DOOR TO THE SHORE RUN
THE PLAN: <------------------------
9 A.M. - I'll leave our house alone, run over the Cahuenga pass into Hollywood, take a right somewhere like Sunset or Santa Monica Blvd, run for a while, then take a left somewhere, towards the ocean.
NOON - I'll get to the Santa Monica Pier around noon, kiss Darby and Es, and run right into the water on the north side of the pier to cool my legs and celebrate.
1 P.M. - We will head to Cafe Gratitude for lunch.
DOOR TO THE SHORE RUN
THE BACKGROUND: <-------------------
In August of 2006, after driving across the country playing shows with my band for months on end, I stood at the edge of the Pacific for the first time. It was El Matador State Beach in Malibu. The sun had set, the moon had risen. I'd never seen the Pacific Ocean before, and it was one of the most beautiful moments of my life. While my ex-husband (the drummer) and the bass player pulled out their phones to text people back home, I just stood in the moonlight, letting the tide fill my ears, and breathed in the salty air. Touring life was hard for me, but in that moment I felt an overwhelming, complete joy.
That night at El Matador I had no idea that a few months later I would move to L.A., quit touring, eventually divorce from my ex, become a yoga teacher, meet and fall crazy in love with my sweet n' sexy Darby, become a parent to two full-grown kids, and all the other stuff that has come to shape my blessed life.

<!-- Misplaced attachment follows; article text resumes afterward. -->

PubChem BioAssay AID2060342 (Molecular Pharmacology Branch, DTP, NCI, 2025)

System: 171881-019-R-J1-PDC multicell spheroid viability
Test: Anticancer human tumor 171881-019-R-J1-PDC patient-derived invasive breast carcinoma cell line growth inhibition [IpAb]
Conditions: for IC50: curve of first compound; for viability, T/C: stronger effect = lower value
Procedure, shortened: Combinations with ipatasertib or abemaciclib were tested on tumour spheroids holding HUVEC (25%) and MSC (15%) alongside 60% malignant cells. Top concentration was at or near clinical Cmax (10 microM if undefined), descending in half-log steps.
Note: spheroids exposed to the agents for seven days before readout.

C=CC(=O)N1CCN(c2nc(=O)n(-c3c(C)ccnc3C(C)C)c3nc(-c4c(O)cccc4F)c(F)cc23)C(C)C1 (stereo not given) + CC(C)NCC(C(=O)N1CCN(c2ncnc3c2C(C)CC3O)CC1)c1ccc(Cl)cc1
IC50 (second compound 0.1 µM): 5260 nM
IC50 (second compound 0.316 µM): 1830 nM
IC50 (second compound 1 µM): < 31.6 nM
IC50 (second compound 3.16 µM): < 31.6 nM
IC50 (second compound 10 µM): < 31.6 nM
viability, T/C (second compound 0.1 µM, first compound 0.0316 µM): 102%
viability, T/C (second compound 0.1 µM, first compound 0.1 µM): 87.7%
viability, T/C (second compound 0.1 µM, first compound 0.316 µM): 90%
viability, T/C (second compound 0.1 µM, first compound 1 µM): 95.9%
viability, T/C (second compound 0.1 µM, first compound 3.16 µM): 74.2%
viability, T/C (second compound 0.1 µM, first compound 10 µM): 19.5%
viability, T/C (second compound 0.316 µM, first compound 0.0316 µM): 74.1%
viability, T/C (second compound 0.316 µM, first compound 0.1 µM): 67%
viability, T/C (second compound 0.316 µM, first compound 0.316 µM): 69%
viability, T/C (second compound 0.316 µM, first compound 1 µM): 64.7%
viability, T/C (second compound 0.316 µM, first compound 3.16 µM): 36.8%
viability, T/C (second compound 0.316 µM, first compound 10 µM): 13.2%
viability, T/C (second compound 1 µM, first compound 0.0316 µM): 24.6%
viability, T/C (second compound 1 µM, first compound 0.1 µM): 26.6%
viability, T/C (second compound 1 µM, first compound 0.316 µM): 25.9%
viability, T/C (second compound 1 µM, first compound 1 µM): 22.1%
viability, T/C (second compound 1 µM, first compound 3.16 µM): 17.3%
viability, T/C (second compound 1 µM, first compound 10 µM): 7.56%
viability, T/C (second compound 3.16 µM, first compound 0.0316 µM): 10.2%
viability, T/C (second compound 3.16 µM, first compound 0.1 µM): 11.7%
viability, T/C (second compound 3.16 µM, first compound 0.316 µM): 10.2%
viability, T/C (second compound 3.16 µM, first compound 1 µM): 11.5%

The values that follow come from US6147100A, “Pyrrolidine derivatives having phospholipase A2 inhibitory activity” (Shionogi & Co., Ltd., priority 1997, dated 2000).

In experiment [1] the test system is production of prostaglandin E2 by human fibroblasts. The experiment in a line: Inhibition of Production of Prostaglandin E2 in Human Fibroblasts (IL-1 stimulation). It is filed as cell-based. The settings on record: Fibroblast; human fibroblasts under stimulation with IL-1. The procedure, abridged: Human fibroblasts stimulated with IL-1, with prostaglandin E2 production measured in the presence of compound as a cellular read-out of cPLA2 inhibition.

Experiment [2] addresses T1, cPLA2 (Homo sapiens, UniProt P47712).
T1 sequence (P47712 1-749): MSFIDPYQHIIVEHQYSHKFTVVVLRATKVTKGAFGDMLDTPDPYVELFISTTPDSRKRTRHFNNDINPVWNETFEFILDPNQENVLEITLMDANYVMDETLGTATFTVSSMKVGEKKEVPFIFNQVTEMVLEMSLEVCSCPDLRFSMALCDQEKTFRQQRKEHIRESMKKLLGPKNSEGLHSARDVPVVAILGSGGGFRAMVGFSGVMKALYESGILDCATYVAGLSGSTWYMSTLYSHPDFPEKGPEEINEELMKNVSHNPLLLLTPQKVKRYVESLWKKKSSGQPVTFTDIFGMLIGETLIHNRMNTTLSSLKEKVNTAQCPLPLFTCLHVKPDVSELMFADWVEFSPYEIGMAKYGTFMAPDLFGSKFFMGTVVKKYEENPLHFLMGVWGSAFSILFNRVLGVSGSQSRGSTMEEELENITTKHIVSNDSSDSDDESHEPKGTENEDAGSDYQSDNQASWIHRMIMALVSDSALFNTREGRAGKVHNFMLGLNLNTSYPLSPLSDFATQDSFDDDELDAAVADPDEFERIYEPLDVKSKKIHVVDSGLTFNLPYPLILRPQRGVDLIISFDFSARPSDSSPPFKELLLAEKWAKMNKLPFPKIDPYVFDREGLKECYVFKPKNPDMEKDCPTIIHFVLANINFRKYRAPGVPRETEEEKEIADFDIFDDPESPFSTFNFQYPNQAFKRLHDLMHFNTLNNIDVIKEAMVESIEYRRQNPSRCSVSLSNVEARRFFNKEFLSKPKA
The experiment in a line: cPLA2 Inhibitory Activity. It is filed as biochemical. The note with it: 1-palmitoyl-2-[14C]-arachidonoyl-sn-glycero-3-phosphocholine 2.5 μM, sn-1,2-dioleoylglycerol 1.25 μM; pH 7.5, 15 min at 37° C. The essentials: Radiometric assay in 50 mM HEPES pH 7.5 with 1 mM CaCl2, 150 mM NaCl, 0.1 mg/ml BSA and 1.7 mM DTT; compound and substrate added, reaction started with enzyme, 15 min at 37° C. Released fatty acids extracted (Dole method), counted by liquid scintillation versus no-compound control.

Sometime around last June I got this nugget of a crazy idea that, despite having only ever run 8 miles max, I would like to run to the ocean. Remember that List of 100 Things to Do? I added "Run to the beach" at #100. Living in the valley it can seem so far away, but I felt a yearning to cover that distance and know that all I needed was the power of my body to get me to the western edge of the country.
Around that same time I met a runner who confidently told me that if I had already run 8 miles, I could surely run a half-marathon. 13.1 miles. It sounded impossible, but I realized that if I trained for the L.A. half-marathon in October 2012, I would be on track to run to the beach by the last week of December. I signed up for the half to keep me honest in my training.
During this time, as I have been racking up miles, I have been working on my writing as well. The two -- running and writing -- have been linked, and I believed that if I could accomplish the impossible (running to the beach from my house) then I could accomplish other impossible things (publishing my writing, writing a book). Impossible is a state of mind. Accomplishing both of these things seemed, well, Impossible.
And strangely, quietly, in the back corner of my mind, possibly Possible.